In the long-run, said Friedman and Lucas, there is no relationship between inflation and unemployment and that inflation itself is a consequence of excessive money printing.
Again, there is empirical evidence to support this. A long range graph of inflation and the unemployment rate shows no strong correlation.
The Federal Reserve has been charged with the “dual mandate” of price stability and full employment since a 1977 law, the Federal Reserve Reform Act. But, if no relationship exists between the two, should the Federal Reserve really just be targeting price stability? And how does this relate to our current economic situation?
Certainly, many observers feel strongly that the Fed should lose the dual mandate. They claim that it only serves to encourage excess money creation and “boom-bust” cycles. Indeed, there is strong evidence that suggests that excess liquidity which at one time pushed wages higher and caused consumer inflation is now flowing in a way that is producing asset price inflation. The stock market reached unsustainable highs in both 2000 and 2008 while real estate prices crashed after peaking in 2006. Why has this shift happened?
Much, but not all, of the reason, is due to changes in how monetary policy is transmitted to the broader economy. In decades past, transmission happened through retail banks. When the Fed lowered interest rates, borrowing became cheaper and more loans were made which were invested in the broader economy, raising competition for goods and services. Today, enormous changes in the structure of the financial system mean that more and more frequently, lending is conducted through securitization markets. At the same time, firms themselves are more idea-intensive and less capital-intensive than they once were, weakening the transmission of monetary policy to the broader economy. Independent structural changes in the global economy that have resulted in increases in income inequality – and thus, a greater share of the wage pool being concentrated, also changed the ultimate effect of monetary policy on the real economy. Wealthier people save, poorer people consume.
Paul Krugman has dismissed concerns about the impact monetary policy can have on asset prices because he says the argument is circular in nature. If the real economy demands a 1% Federal Funds rate and low-interest rates on longer term bonds, then by definition the appropriate price for other assets, including equities, must be higher than in past interest rate environments. This is true, but it also ignores the peril that can come if the Federal Reserve would need to quickly shift direction and cause a major drop in equity and real estate markets.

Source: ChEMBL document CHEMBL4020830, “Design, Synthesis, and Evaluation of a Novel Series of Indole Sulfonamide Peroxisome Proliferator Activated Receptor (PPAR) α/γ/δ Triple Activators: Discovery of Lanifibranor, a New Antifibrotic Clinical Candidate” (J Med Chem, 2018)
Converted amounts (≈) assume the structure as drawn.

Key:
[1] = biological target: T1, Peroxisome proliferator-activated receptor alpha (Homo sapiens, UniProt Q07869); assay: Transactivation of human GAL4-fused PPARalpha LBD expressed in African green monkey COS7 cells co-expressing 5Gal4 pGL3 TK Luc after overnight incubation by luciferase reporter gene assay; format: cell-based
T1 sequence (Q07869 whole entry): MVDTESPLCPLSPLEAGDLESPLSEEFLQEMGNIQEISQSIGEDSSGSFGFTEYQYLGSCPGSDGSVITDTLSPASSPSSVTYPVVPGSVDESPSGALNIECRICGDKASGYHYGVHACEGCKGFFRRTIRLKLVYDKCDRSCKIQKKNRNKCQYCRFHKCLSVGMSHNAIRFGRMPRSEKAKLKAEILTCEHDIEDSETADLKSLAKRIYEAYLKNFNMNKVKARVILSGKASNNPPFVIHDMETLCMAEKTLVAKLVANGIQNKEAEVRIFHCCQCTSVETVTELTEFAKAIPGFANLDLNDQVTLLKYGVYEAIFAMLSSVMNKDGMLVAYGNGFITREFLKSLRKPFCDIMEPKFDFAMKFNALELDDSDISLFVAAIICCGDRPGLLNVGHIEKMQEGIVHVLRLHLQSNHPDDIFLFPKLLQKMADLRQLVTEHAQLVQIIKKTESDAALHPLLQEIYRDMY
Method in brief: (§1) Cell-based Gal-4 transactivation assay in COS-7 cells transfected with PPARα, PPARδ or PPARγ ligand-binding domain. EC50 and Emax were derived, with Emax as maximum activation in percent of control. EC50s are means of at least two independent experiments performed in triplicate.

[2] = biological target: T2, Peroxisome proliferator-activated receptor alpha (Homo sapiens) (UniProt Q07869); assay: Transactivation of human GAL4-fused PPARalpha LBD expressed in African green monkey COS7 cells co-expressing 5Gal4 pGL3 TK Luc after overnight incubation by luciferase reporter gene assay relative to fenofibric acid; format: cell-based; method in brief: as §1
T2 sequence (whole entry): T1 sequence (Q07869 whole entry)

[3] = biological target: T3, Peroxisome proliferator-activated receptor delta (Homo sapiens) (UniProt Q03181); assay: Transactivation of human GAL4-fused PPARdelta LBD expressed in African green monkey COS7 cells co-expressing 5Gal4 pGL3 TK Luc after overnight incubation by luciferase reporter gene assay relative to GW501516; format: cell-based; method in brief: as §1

Ultimately, we must return to our original question, ‘Is the Phillips Curve Dead?’ The original incantation of the Phillips Curve died a long time ago. But its death was not the result of it being “wrong” but incomplete. What policymakers saw as a relationship between inflation and a single variable is actually a multivariable relationship. Not only is the rate of inflation relevant, but also expectations of future inflation.
If inflation is running at a high level and a recession begins, then the unemployment rate would rise and inflation would likely fall. Not only would inflation fall, but expected inflation would fall with it. When the recession ends and the unemployment rate reverses lower, a particular unemployment rate would correspond to a lower rate of inflation from before the recession. Were this scenario to play out in the broader economy, one would expect the Phillips Curve to have a horseshoe or spiral shape to it, as one unemployment rate could give multiple inflation levels.
Looking at the Phillips Curve for the 1970s with monthly data…
…as well as the 1980s….
…do indeed have this shape to them.
The curious thing is that our experience since the recession has not been the same as the above Phillips Curves would suggest. The rate of inflation bottomed in 2014, but in recent months it has started to turn lower again. Year over year inflation in July was only 1.7%, even as the unemployment rate maintains a rate a little above 4%. The cause may well be a lower bound to inflation caused by stickiness in wages. Real wages are easy to cut when inflation runs high because nominal wages can simply rise less than prices do, but when there is no inflation nominal wages are less likely to be cut.
Meanwhile, asset prices stay enormously high in large measure thanks to Fed policy.
What, then, is the Federal Reserve to do? At the September meeting, observers expect some unwinding of past quantitative easing, but not an increase in the policy rate. Most are now split as to whether the Fed will hike in December.
The life and death of the Phillips Curve, along with ice cream and polio and HRT and heart disease, do teach powerful and complimentary lessons – namely, that assuming the world is simple is a sign of vast arrogance. The choices of more than three hundred million people in an economy are not easily reduceable and trying to engineer those choices almost always leads to unintended consequences just as seeing simple patterns in large data sets can lead to false conclusions.
The Phillips Curve lives on today, but in a highly modified form. Continuing to ignore asset prices in the equation is also a mistake and ignoring the effects of asset price inflation will not change the reality of monetary transmission.
Unfortunately, Alan Greenspan was correct when he said we no longer had easy choices. Of course, we never did, but we should realize it so much more acutely now. We can only hope that Janet Yellen does.